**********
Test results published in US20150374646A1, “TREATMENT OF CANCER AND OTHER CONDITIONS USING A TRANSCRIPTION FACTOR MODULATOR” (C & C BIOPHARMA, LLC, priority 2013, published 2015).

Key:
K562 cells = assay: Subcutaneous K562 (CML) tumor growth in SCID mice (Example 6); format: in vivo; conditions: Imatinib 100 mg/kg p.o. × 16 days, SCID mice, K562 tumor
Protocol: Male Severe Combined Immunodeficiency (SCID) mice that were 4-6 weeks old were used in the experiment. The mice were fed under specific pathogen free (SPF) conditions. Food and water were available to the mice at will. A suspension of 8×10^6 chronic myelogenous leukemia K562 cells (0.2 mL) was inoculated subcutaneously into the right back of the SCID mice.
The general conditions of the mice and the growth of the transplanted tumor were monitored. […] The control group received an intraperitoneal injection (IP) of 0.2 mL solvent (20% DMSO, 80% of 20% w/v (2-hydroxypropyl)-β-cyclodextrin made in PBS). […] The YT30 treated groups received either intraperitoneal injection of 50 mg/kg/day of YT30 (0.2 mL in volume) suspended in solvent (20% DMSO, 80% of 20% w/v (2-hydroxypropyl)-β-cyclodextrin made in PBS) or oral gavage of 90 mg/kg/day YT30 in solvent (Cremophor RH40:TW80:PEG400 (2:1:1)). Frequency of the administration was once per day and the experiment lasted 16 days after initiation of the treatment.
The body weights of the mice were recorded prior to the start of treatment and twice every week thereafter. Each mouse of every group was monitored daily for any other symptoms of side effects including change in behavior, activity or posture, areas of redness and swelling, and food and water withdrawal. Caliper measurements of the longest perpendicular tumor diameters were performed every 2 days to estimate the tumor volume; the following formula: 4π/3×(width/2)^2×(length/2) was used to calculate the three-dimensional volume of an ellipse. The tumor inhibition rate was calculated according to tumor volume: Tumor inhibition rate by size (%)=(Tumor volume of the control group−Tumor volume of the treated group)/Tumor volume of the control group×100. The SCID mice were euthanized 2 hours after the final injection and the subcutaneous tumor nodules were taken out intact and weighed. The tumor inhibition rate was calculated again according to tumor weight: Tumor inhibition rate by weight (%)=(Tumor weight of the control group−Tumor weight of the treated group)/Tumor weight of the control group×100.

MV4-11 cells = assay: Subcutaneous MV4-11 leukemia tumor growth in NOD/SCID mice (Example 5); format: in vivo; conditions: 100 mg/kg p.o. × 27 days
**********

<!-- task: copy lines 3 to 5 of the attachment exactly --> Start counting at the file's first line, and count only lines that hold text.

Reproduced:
K562 cells = assay: Subcutaneous K562 (CML) tumor growth in SCID mice (Example 6); format: in vivo; conditions: Imatinib 100 mg/kg p.o. × 16 days, SCID mice, K562 tumor
Protocol: Male Severe Combined Immunodeficiency (SCID) mice that were 4-6 weeks old were used in the experiment. The mice were fed under specific pathogen free (SPF) conditions. Food and water were available to the mice at will. A suspension of 8×10^6 chronic myelogenous leukemia K562 cells (0.2 mL) was inoculated subcutaneously into the right back of the SCID mice.
The general conditions of the mice and the growth of the transplanted tumor were monitored. […] The control group received an intraperitoneal injection (IP) of 0.2 mL solvent (20% DMSO, 80% of 20% w/v (2-hydroxypropyl)-β-cyclodextrin made in PBS). […] The YT30 treated groups received either intraperitoneal injection of 50 mg/kg/day of YT30 (0.2 mL in volume) suspended in solvent (20% DMSO, 80% of 20% w/v (2-hydroxypropyl)-β-cyclodextrin made in PBS) or oral gavage of 90 mg/kg/day YT30 in solvent (Cremophor RH40:TW80:PEG400 (2:1:1)). Frequency of the administration was once per day and the experiment lasted 16 days after initiation of the treatment.